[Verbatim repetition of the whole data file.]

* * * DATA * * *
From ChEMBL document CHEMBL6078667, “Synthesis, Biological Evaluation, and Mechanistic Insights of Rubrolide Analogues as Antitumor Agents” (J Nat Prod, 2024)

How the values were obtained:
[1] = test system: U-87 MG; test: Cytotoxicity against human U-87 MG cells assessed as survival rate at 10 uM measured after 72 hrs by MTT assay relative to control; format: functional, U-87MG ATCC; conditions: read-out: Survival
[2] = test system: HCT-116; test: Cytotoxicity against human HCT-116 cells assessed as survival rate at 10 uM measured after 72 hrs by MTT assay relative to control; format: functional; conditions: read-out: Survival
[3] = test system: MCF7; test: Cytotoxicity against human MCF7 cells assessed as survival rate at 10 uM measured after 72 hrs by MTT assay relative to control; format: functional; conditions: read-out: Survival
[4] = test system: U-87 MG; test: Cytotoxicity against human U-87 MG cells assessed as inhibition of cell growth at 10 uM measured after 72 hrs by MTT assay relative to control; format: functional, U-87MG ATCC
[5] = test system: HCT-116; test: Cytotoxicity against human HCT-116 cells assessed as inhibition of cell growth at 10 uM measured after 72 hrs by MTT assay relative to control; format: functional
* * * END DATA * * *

From ChEMBL document CHEMBL6078667, “Synthesis, Biological Evaluation, and Mechanistic Insights of Rubrolide Analogues as Antitumor Agents” (J Nat Prod, 2024)

How the values were obtained:
[1] = test system: U-87 MG; test: Cytotoxicity against human U-87 MG cells assessed as survival rate at 10 uM measured after 72 hrs by MTT assay relative to control; format: functional, U-87MG ATCC; conditions: read-out: Survival
[2] = test system: HCT-116; test: Cytotoxicity against human HCT-116 cells assessed as survival rate at 10 uM measured after 72 hrs by MTT assay relative to control; format: functional; conditions: read-out: Survival
[3] = test system: MCF7; test: Cytotoxicity against human MCF7 cells assessed as survival rate at 10 uM measured after 72 hrs by MTT assay relative to control; format: functional; conditions: read-out: Survival
[4] = test system: U-87 MG; test: Cytotoxicity against human U-87 MG cells assessed as inhibition of cell growth at 10 uM measured after 72 hrs by MTT assay relative to control; format: functional, U-87MG ATCC
[5] = test system: HCT-116; test: Cytotoxicity against human HCT-116 cells assessed as inhibition of cell growth at 10 uM measured after 72 hrs by MTT assay relative to control; format: functional